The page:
Sometime in the early ’60’s, new channels began to pop up in the UHF band, that had the feeling, early on, of almost being Pirate TV, since they had little comercial support, and therefore broadcast a lot of stuff that you would never see on network TV; B-movies, public domain cartoons (including Max Fleischer classics that had been neglected for too long) and, as if to accomodate my exhuberant pubescence, foreign films from Europe, but mostly from Italy. Sometimes shown in the Late Night slot, they were worth sneaking down to watch when everyone else was asleep, because they seemed to be Top Secret contact with the world on the other side of the Puritanical Iron Curtain.
They often starred exotic, dark, and confident women with names like Sophia Loren, Gina Lollabridgida, and the much lesser known Isabella Mandocello.
In my search for unique forms for my instruments, and to address the fetish for scrolls in the mandolin community without building yet another Lloyd Loar ripoff, and to create an instrument that really looked like a mandocello and not a guitarocello, it occured to me to make an instrument with a violin type scroll integral to the headstock. While looking for similar instruments, the only luthiers who seemed to be doing something close were Italian. So in tribute to them, and to the beatiful work that they do, I am calling this the Isabella line, and the first of the series is the Isabella Mandocello.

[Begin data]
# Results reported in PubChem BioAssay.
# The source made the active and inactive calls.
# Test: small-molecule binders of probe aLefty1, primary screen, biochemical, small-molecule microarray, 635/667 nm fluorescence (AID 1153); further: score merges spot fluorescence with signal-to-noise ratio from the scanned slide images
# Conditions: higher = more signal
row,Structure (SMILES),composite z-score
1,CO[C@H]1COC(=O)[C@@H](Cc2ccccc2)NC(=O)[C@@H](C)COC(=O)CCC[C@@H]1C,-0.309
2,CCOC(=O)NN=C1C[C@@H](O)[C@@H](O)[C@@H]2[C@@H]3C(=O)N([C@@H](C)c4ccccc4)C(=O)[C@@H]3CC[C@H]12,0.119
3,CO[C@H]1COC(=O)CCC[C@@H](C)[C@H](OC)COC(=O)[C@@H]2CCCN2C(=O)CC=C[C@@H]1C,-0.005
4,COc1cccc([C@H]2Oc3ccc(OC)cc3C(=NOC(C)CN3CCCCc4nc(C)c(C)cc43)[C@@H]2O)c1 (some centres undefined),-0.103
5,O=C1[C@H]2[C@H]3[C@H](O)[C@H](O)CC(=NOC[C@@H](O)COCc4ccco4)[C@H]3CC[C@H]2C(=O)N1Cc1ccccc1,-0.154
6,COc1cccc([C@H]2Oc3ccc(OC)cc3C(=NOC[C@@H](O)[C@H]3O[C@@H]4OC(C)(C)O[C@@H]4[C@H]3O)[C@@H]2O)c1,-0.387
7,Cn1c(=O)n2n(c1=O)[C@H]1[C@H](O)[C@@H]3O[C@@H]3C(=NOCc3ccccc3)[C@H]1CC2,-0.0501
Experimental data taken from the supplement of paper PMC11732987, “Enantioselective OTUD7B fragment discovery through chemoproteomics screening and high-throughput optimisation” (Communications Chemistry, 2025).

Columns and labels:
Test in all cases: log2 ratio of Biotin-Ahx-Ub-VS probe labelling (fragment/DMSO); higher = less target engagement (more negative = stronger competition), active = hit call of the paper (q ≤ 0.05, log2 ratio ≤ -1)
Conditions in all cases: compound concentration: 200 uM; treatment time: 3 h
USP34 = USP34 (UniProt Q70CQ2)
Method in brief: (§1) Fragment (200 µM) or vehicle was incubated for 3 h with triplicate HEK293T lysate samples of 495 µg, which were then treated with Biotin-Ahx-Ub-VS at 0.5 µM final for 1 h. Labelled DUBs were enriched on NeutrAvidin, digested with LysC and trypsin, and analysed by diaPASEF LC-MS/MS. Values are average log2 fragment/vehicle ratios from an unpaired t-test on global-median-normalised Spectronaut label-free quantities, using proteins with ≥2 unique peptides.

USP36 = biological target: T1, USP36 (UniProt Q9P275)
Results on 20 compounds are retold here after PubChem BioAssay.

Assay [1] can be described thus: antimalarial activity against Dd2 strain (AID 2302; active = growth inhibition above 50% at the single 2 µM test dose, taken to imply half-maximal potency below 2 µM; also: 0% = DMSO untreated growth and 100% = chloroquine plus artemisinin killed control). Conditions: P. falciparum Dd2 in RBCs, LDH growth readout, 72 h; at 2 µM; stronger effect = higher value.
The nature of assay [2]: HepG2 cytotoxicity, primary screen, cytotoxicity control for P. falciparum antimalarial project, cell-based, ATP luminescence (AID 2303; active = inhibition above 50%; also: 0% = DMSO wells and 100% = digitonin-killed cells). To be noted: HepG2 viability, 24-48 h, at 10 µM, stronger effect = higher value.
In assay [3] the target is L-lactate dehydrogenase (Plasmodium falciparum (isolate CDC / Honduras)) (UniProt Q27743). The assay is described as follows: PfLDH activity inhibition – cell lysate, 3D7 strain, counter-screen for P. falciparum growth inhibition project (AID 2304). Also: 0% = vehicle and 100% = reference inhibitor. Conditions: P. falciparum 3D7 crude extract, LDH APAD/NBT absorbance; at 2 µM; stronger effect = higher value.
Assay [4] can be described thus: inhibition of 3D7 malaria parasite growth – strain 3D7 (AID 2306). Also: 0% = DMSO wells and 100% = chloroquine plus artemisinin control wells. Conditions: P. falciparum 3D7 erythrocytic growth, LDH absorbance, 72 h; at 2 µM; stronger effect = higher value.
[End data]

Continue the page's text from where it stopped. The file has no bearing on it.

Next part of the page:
The neck and headstock are carved from a single piece of big leaf maple from Marksman Woods, who found the perfect chunk for me to work with. It is reinforced with 2 carbon fiber rods with a HotRod two way adjustable truss rod in between. The top is a Sitka spruce wedge set from Alaska Woods (thanks again, Brett!) and the back and sides are from a nice slab of Honduras mahogany given to me by my friend Matt Sowell. Rosewood fretboard, bone nut and solid ebony adjustable bridge.
I made a custom trapeze for this, which creates downward pressue on the strings behind the bridge, which increases the angle, and therefore the pressure that transmits sound to the soundboard. The body is based on Loar’s K- style, with carefully tuned tone bars and f-holes, producing rich response across its range. It is strung with a standard D’Addario mandocello set of strings.